On the day of our gorilla trek in Rwanda, we awoke to heavy downpour and thick fog. Guides had warned us that in drenching rain the gorillas typically move deeper into the forest to shelter among the thick foliage. In that case, viewing them would require a vine-clinging, strenuous hike up the slippery mud slopes of Volcanoes National Park, a challenge my husband, David, and I hoped to avoid. If any of the majestic primates stayed low on the mountain, we worried that the dense haze would conceal them.
Nevertheless, our pre-reserved permits were for that one day. Because of the hefty $1,500-per-person fee, we had not, as the staff at Wilderness Safaris’ Bisate Lodge suggested, purchased permits for two days. It was trek or forfeit. We wondered whether it would be “gorillas in the mist” or “missed gorillas.”
Each of the 12 habituated gorilla families may be viewed for one hour only by up to eight people. At Kinigi, the park’s trekking headquarters, rangers assigned visitors to groups. Because staff tracks the gorillas daily, the rangers can estimate the location of each troop. The “easier” trek led to the nearest gorilla family, and the “difficult” hikes headed to those situated farthest away.
Fortunately, the Muhoza family, named for the 460-pound silverback leader, had kept its position low on the mountain. A New Jersey woman traveling with her 25-year-old son had endured a nearly six-hour roundtrip slog the day before to view other gorillas. She grew deliriously happy when she was assigned to our “easy” group.
By the time we arrived at our departure point, the rain had stopped. We picked our way over the fallow potato fields, trying not to trip on the lava rocks or slip in the mud-filled furrows. At one point, Sabyinyo, a dormant volcano whose cloud-covered peak rises 11,959 feet above sea level, towered in the distance. Its slopes marked the borders of Rwanda, Uganda and the Democratic Republic of Congo, the three countries whose national parks make up the Virunga Massif, an ecosystem of about 174 square miles that provides habitat for 604 mountain gorillas, according to a May 2018 census. Add the 400 gorillas counted in 2011 in Uganda’s Bwindi Impenetrable Forest National Park and the wild population swells to 1,004. When zoologist Dian Fossey was killed in Rwanda in 1985, fewer than 300 mountain gorillas remained in the wild.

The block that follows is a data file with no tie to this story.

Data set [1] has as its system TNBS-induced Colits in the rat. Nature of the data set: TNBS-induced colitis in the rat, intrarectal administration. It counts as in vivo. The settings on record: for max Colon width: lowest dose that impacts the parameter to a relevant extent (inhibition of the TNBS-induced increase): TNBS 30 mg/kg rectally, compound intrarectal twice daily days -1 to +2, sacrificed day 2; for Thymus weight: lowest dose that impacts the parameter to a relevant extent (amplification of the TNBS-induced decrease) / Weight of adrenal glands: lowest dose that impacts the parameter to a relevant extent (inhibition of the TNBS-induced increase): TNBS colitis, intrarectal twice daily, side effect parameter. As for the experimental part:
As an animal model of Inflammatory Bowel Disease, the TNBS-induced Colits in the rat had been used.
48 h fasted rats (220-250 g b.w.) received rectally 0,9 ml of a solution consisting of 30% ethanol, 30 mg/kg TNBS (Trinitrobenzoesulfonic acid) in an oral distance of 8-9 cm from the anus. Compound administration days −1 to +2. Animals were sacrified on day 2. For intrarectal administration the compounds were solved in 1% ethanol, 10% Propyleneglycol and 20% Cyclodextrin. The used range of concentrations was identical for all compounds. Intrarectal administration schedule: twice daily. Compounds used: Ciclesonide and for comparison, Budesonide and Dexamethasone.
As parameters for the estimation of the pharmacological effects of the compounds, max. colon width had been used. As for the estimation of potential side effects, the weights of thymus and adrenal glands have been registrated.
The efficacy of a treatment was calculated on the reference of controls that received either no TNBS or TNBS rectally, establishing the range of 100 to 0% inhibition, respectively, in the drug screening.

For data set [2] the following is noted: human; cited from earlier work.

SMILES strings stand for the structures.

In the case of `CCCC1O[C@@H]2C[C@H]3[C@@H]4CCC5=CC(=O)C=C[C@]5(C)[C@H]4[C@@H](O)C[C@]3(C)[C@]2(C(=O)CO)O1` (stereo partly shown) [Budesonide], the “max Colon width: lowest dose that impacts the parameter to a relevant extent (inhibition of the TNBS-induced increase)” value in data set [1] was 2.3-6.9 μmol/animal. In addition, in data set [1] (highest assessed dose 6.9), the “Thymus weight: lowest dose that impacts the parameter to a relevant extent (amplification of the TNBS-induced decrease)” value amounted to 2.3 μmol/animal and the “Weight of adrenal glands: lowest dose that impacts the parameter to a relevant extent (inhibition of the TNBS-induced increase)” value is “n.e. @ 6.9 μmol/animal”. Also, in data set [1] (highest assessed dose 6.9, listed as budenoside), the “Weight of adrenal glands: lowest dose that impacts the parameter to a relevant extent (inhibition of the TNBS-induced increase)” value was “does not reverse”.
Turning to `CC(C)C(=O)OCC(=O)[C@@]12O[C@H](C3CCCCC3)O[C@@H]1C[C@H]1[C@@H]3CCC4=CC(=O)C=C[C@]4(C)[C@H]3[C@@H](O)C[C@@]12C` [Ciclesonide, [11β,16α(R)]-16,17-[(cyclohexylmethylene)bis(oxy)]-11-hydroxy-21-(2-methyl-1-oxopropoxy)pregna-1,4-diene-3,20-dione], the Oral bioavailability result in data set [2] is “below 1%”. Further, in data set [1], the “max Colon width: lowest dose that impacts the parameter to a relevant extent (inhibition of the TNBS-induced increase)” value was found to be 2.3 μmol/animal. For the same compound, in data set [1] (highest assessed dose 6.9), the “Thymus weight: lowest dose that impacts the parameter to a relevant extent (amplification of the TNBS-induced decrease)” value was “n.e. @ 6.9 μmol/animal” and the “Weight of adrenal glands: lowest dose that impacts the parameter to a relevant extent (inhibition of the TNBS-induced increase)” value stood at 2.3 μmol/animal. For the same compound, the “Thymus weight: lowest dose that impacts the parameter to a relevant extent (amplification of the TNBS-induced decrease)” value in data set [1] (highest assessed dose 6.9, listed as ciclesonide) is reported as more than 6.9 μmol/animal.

Soon we reached the black lava rock wall that demarcated the park’s boundaries. The ranger reiterated the rules: Speak in whispers, stay with the group, don’t use flash, don’t touch the gorillas even if they touch you, and make eye contact but don’t stare.
Three trackers met us and led us through thickets of bamboo so tall it reminded us of enchanted woods in storybooks. After about 10 minutes, the shady bamboo gave way to dense bushes entangled with vines. The trackers cut a small path through the growth with their machetes and we followed. In five minutes, we arrived at a small sunlit glade.
That’s where we saw the gorillas. Muhoza, the silverback, rested on his belly, supporting his huge head with his catcher’s-mitt-size hands as a female methodically — and it appeared to us, lovingly — picked the insects off his back. Muhoza acknowledged us with the smallest movement of his head toward our group. Far from being scared, as we anticipated, we were calmed by the gorillas’ peacefulness.
An older female momentarily opened her eyes to look at us, then went back to dozing. Near her a mother and another female shared care for a 3-month-old infant. Like little ones everywhere, he couldn’t sit still. He scampered up his mother’s chest, climbed back down again, began digging in the ground, then jumped over to his “aunt” before moving back to his mother, who cuddled him before he wriggled down again.
All of a sudden, we heard a rustle of leaves as a juvenile, hidden from us on the far hillside, swung on a vine to the bushes behind us. He examined a leafy branch before disappearing into the thicket for food.
Then, Muhoza sat up, positioning his back, as broad as a VW Beetle, toward us. With the help of the trackers, we navigated the edge of the clearing to plant ourselves across from Muhoza. Trying to gaze — not stare — we looked at him and he at us. His eyes were soft and regal and filled with intelligence. We felt a humanlike connection. Gorillas, after all, share some 98 percent of their DNA with humans.
There was no chest-thumping or baring of teeth. Content and willing to let us into their world for one hour, the gorillas’ serenity surprised us, their acceptance humbled us, and their seeming understanding gave us a new perspective on animals and humans. It’s an encounter that we will long remember.
WHEN YOU GO
For more information: www.visitrwanda.com/interests/gorilla-tracking
It’s wise to book lodging and obtain permits well in advance because the number of people allowed on each day’s trek is limited.